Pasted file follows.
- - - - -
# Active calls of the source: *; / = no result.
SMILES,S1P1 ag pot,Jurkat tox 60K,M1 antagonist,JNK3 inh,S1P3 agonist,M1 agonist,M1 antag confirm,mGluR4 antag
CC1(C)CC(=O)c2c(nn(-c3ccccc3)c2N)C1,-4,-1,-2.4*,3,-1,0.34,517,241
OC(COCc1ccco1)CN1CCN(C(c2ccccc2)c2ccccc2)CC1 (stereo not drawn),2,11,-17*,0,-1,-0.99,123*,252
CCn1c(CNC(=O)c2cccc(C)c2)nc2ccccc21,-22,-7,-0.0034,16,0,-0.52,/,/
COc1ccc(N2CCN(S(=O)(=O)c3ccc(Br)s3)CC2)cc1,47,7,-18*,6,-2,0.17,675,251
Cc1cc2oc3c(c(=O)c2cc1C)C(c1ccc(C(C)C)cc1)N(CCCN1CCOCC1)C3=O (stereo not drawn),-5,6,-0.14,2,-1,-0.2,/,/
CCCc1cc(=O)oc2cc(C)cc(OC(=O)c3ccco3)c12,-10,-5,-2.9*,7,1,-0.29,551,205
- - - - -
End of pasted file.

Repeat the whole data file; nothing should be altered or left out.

# Active calls of the source: *; / = no result.
SMILES,S1P1 ag pot,Jurkat tox 60K,M1 antagonist,JNK3 inh,S1P3 agonist,M1 agonist,M1 antag confirm,mGluR4 antag
CC1(C)CC(=O)c2c(nn(-c3ccccc3)c2N)C1,-4,-1,-2.4*,3,-1,0.34,517,241
OC(COCc1ccco1)CN1CCN(C(c2ccccc2)c2ccccc2)CC1 (stereo not drawn),2,11,-17*,0,-1,-0.99,123*,252
CCn1c(CNC(=O)c2cccc(C)c2)nc2ccccc21,-22,-7,-0.0034,16,0,-0.52,/,/
COc1ccc(N2CCN(S(=O)(=O)c3ccc(Br)s3)CC2)cc1,47,7,-18*,6,-2,0.17,675,251
Cc1cc2oc3c(c(=O)c2cc1C)C(c1ccc(C(C)C)cc1)N(CCCN1CCOCC1)C3=O (stereo not drawn),-5,6,-0.14,2,-1,-0.2,/,/
CCCc1cc(=O)oc2cc(C)cc(OC(=O)c3ccco3)c12,-10,-5,-2.9*,7,1,-0.29,551,205